Autumn news

P1010011Welcome to the world, Baby Harris! I don't know you but I made you a sign. Best wishes on your path through this world. 

Upcoming events:

TOMORROW! Posted at Townhouse in East Liberty. I created a series of three prints that feature my illustrations of jars with various keepsakes in them. Stop by the opening party from 6-9PM.

Craftin' Outlaws  - Saturday, November 16 in Columbus, Ohio. I LOVE this show and am so glad to be a part of it again this year.

Handmade Arcade - Saturday, December 7 in Pittsburgh. This show is packed with talent and I'm thankful to be included.



ImageImageI recently finished up a project for Butterjoint in the Oakland section of Pittsburgh. I worked on the logo and illustrations for the bar signage, menus, etc. The sign out front will stand as is but the main logo is a bit different and includes more of the hand-carved elements that were not able to translate in the laser cut steel sign. The illustrations that are currently used on the menu are all inspired by elements of the bar and the menu - from bar tools to wine barrels to vegetables.ImageImageImageI had the pleasure of working with Joy Robison on the project - she is pretty much amazing at runnin' things.So, long story short: GO TO BUTTERJOINT. Delicious food, cozy atmosphere, amazing drinks and on and on. Maybe I'll see you there.

Handmade pewter loveliness

OK - I am NOT tooting my own horn, here. I don't like to do that and I cringe when other people do it. What I'm talking about here is the loveliness in something - anything - that is so clearly made by hand. Yes, I did some illustrations for Wendell August but their artisans turned them into something really worth putting on your tree. I was happy with the photos I saw in their catalog and online but when I received the samples in the mail this past week, I loved what I saw. You can tell, looking at each ornament, that someone - a real, live person, touched every piece of pewter and softened the rough spots and polished the surfaces. Each piece is stamped on the back and - gasp - the stamps aren't uniform! I love it. I am so thrilled to be a part of this great group of people in Western PA that appreciate the value of the handmade.

First collection!

Wendell August Forge is America’s oldest and largest forge, producing hand-wrought ornamental metalware and elegant giftware in aluminum and other metals since 1923.It's here! I've been working with Wendell August since early this year and I'm excited and proud to announce the first launch: Gifts from the Sea. A hearty thanks goes out to Hilary Meurer for hooking me up with the great team at Wendell August and making this collaboration possible.The first step was to create a thumbnail sketch for a 9x12 piece of art featuring shells and their names. Below is my sketch.And here is the final illustration:From there the craftsmen at Wendell August made their magic happen and hand-hammered the design to create a mold from which to cast the products in the collection. I am going to head up north soon and take the tour of the factory and learn more about the production but in the meantime their website says this: "This process includes Die Engraving by a master engraver, Material Selection and Cutting, Repousse (Hammering), Surface Anvilling, Edging, Carbon Coloring, a three step polishing process, and Forming. "I am thankful for the opportunity to work with Wendell August as so few things seem to be made in America anymore, let alone made with care by artists and craftsmen who love what they do and take pride in it.Today feels good.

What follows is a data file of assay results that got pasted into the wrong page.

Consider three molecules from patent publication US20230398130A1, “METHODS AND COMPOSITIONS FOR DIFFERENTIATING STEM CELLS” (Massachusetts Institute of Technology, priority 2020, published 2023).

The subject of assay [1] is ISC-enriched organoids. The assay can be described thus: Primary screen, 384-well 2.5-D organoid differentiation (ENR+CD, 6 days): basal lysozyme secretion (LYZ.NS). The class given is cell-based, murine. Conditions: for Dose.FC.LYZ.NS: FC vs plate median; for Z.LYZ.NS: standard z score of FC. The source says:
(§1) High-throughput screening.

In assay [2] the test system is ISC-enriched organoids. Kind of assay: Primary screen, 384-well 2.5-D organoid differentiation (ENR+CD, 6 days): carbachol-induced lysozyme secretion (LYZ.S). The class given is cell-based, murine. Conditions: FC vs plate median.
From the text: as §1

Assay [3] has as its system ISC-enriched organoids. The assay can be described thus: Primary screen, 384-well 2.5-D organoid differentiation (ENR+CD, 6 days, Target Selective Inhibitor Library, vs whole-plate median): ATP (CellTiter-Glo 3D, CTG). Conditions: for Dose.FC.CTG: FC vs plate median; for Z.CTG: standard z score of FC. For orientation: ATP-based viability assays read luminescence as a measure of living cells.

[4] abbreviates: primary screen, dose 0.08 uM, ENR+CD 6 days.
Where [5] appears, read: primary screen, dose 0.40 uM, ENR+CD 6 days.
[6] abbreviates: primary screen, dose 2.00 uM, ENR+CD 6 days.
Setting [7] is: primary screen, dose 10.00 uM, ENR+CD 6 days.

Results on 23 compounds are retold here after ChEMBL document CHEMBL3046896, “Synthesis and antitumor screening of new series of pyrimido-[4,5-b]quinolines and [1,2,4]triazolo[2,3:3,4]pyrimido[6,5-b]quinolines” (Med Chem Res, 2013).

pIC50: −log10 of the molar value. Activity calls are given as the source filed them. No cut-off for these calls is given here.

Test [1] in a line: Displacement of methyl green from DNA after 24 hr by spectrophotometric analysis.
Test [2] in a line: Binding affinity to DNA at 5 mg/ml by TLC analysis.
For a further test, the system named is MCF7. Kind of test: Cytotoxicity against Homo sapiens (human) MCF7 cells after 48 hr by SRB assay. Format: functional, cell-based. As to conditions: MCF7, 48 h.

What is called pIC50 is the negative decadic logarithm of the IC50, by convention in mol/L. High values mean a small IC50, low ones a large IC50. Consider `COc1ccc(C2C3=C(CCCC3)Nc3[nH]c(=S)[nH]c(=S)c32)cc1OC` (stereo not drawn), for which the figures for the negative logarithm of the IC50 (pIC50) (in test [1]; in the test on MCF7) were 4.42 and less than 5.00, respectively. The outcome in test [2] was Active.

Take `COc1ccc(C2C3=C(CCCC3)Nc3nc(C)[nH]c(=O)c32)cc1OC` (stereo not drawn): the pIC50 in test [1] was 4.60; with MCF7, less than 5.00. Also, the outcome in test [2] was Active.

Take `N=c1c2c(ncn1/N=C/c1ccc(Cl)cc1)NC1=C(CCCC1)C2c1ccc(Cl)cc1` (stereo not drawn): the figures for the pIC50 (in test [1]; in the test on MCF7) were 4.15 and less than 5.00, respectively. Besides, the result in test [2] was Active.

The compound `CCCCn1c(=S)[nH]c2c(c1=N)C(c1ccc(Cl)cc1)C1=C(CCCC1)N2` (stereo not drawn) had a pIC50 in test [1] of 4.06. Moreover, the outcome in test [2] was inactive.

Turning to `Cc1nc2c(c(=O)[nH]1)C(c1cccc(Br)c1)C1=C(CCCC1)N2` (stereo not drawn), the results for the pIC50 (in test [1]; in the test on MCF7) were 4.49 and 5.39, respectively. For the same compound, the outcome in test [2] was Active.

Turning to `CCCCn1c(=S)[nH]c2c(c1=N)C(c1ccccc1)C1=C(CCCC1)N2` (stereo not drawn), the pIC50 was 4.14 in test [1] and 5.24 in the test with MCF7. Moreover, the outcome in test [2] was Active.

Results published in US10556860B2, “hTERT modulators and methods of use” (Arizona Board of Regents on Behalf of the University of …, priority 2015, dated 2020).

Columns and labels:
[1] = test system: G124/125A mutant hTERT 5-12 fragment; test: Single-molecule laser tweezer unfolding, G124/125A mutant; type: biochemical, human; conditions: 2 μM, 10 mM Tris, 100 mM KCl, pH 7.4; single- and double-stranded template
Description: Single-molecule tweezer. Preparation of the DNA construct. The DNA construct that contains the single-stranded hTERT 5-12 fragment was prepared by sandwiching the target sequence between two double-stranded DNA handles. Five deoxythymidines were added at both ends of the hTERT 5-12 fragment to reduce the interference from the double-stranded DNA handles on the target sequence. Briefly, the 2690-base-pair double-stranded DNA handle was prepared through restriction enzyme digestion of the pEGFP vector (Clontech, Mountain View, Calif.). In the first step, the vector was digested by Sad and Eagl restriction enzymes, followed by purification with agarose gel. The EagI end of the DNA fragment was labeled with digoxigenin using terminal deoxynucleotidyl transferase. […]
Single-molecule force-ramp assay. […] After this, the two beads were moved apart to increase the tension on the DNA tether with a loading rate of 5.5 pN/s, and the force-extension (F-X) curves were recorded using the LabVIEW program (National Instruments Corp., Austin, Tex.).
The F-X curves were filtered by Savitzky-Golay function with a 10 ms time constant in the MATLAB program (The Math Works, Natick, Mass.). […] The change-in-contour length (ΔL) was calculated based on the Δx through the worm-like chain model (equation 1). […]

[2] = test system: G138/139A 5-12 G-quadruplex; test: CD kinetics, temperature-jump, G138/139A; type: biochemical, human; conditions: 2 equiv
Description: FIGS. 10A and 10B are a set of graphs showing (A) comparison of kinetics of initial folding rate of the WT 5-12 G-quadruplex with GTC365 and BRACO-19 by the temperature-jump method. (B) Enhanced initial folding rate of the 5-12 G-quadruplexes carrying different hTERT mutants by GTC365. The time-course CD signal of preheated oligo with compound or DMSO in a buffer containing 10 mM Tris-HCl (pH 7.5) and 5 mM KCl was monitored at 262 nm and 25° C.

Back in the Saddle

After the big push to get TO the National Stationery Show and then get home FROM the show and unpack, decompress, etc, we then hopped a plane to Boston and spent some time exploring much of what New England has to offer. My baby brother tied the knot (I was a groomswoman!) in New Hampshire and then the entire crew went to York, Maine for a day trip to unwind. After that we headed to a college-friend's farm and hung out with her family which includes two horses, six guinea hens, a herd/school/smack/murder of ducks, a dog and a cat. Three days of bird calls, owls at night, fresh air and good sleep = delight. AND I have a huge new crush on the Maine coast.Now we're home and the reality of filling all those awesome orders from the Show is setting in. I also have some projects that I really want to dig into while it's still 2011. We'll see how it all plays out. In the meantime I just got word that one of the projects I worked on a few months back is set to launch imminently. I was hoping to have some behind-the-scenes photos and all sort of good details on said project but life got in the way. I'll have to sit on my hands and wait to see what the company rolls out.Until later.  

On how to draw a hay squeeze

Recently a super terrific woman contact me through my etsy store and asked if I would be open to creating four "boxes" for her son's room. The jumping off point was this print:She requested that I use this and another illustration of a tractor that I had already done. Additionally she wanted a hay truck and a hay squeeze. "Oh sure, a hay squeeze," I said. Of course. A hay squeeze. Who doesn't know what a hay squeeze looks like? I could draw one from memory, with my eyes closed - like those art class exercises where you had to do "contour drawings."  But fret not, Fox, she was kind enough to send me some photos of the very hay squeeze that her husband drives.I loved this project. I was super bummed to package them up and ship them off. But just last week she sent an email and said (and I'm for real quoting - hope she doesn't mind) "they are perfect! My son and husband are completely mesmerized with them."I am blushing.14"x14" screenprints on wood. Four coats of varnish.